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November 1, 2011
Vol. 69
No. 3

Book Review / The Same Thing Over and Over: How School Reformers Get Stuck in Yesterday's Ideas by Frederick M. Hess

    Hess's new book leaves this reviewer wondering, "In criticizing everything, does Hess in fact stand for nothing at all?"

      Any educator picking up this book needs to know immediately that it is a big-picture work—its intention is not to help you manage your classroom, achieve higher test scores, or determine research-based practice. Frederick M. Hess tells us up front that he actually rejects any approach that merely "adjusts" our current system of schooling.
      In fact, rejection could be the one-word summary of The Same Thing Over and Over. No policy, no platform is sacred to Hess. Look up any concept in the book's index—charter schools, constructivism, international schooling models, teacher tenure—and you can be sure it comes under heavy fire.
      Such rhetorical carpet bombing naturally leads to the questions, Where does Hess stand, then? By what yardstick does he measure education success?
      It's difficult to say. Hess's rejections, although often well-reasoned and provocative, are also confusing. For example, he belittles all attempts to reform education in the past century as "tinkering" and states that "real improvement will require dramatic or painful change." In the next breath, however, he confusingly characterizes progressive reform during that same time period as "radical"—the Common School movement, for example, in which education was first envisioned as the province of the entire public, regardless of money or social status.
      Hess then turns around and berates current reformers, invested in such bustling, "more and better" solutions as accountability and mandated interventions for low-performing schools, for thinking too radically. Only fools, he implies, do not understand that it may well take another century to get things right.
      Such arguments—knotty at best, and contradictory at worst—lace the book. Hess criticizes reformers' "worship" of education research, but these criticisms appear alongside his many citations of that same research. His endorsement of school systems in other countries that subsidize both private and public schools is followed by his censure of "enthusiasts…who look abroad for pat fixes" (p. 195). He describes "boutique" school reforms as impossible to bring to scale but later asserts that certain other reforms he endorses, such as the "Starbucks model" of schooling, can easily be scaled up. This scaling up requires only "adequate accountability systems, a re imagined teaching profession, and retooled systems of government and student funding" (p. 183)—ignoring the obvious fact that any reform would succeed under such sweepingly utopian conditions. Finally, Hess defends other reforms of his choosing, such as merit pay, with little more than such saucy statements as, "While there is little or no scientific proof [for merit pay], that's probably the way to bet" (p. 149).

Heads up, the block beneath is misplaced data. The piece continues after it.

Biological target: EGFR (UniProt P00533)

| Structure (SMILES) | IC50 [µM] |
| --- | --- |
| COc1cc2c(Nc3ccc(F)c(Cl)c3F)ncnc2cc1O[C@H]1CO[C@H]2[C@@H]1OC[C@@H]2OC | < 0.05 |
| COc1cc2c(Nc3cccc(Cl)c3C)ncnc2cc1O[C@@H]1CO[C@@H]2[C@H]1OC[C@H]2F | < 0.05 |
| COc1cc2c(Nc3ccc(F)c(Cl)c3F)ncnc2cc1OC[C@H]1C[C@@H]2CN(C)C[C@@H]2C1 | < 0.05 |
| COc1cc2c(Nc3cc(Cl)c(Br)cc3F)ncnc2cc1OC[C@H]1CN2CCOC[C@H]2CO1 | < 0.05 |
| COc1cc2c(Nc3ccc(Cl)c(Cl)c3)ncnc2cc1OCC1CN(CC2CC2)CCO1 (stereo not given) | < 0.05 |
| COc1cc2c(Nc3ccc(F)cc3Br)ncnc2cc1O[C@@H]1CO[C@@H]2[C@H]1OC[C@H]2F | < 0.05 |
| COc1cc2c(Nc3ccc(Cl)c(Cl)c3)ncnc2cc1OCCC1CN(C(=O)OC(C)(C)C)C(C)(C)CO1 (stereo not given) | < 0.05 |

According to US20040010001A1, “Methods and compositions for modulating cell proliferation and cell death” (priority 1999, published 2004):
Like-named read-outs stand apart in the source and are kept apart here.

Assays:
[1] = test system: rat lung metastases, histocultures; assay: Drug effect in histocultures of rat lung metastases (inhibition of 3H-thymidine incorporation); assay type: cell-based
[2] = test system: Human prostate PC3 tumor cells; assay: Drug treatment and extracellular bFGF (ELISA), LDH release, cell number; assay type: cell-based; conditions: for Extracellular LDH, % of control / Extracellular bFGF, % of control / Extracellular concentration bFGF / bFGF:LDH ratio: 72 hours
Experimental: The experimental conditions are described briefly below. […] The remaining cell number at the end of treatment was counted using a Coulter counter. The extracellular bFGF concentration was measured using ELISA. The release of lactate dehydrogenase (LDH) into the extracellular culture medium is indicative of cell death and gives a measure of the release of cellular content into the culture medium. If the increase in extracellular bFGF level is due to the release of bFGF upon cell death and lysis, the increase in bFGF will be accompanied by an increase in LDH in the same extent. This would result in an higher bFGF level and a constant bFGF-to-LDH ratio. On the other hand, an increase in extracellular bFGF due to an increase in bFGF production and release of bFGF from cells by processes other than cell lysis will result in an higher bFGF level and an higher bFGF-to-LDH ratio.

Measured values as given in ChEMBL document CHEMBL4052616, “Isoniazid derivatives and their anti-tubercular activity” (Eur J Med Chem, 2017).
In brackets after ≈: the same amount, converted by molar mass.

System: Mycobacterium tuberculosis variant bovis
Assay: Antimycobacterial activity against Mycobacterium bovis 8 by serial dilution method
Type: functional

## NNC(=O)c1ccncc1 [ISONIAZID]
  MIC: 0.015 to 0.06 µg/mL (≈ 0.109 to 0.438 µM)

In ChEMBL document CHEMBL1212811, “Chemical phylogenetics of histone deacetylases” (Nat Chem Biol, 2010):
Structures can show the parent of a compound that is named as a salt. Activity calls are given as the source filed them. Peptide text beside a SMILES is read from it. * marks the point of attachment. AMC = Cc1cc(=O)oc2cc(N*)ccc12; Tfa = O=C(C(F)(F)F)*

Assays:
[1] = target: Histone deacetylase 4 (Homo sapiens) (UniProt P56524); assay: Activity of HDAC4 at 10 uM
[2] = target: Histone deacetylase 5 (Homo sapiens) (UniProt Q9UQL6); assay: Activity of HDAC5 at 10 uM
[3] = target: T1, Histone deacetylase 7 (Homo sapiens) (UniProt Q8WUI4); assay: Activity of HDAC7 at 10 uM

The book's yardstick for judging which reforms will lead to success, therefore, boils down to "what Rick Hess likes." And although the author is clearly perspicacious, caring, and well-read, I'd still like a metric with a little more heft.
      All that being said, though, the book strikes me as a standout in several ways. Its unrelenting criticism of the infrastructure of U.S. schooling, both physical and chronological, is long overdue. This argument resonates with my own classroom experience, in which the constraints of our physical building and our unyielding, compartmentalized schedule daily act as barriers to teaching and learning. Hess's related argument that our education system is a fossilized remnant of the U.S. industrial era is tough, well-developed, and spot on. His emphasis on diversity of systems of delivery, curriculum, and pedagogy is sensible. Such an approach would be far better tooled to meet the multifaceted needs of school children than my one-size-fits-all middle school.
      Last, although the reader might wish for more transparent and well-supported reasoning, Hess's recognition of the complexity of the education conversation is admirable. We need people willing to pick apart the pet philosophies of all sides of the often pernicious and bitter education debate. It seems to me that the more voices we have who are willing to do this, the more likely we will be to find ways to get beyond the current stalemate.
      This brings us back to the book's theme of rejection, which, as it turns out, is also its central problem. Hess's writing has a postmodern, deconstructionist feel that leaves a concerned reader hungry for solid ground to stand on, at least in terms of concrete policy suggestions. Any time Hess seems to be heading toward one, he immediately brackets it with (you guessed it) a rejection—verbal hedges of the "Of course, I am not suggesting this is the answer" variety. This does a nice job of preserving a comfortable intellectual distance for Hess, but it also leaves me wondering: In criticizing everything, does Hess in fact stand for nothing at all?.

      Dina Strasser teaches 7th grade English at Roth Middle School in Henrietta, New York.

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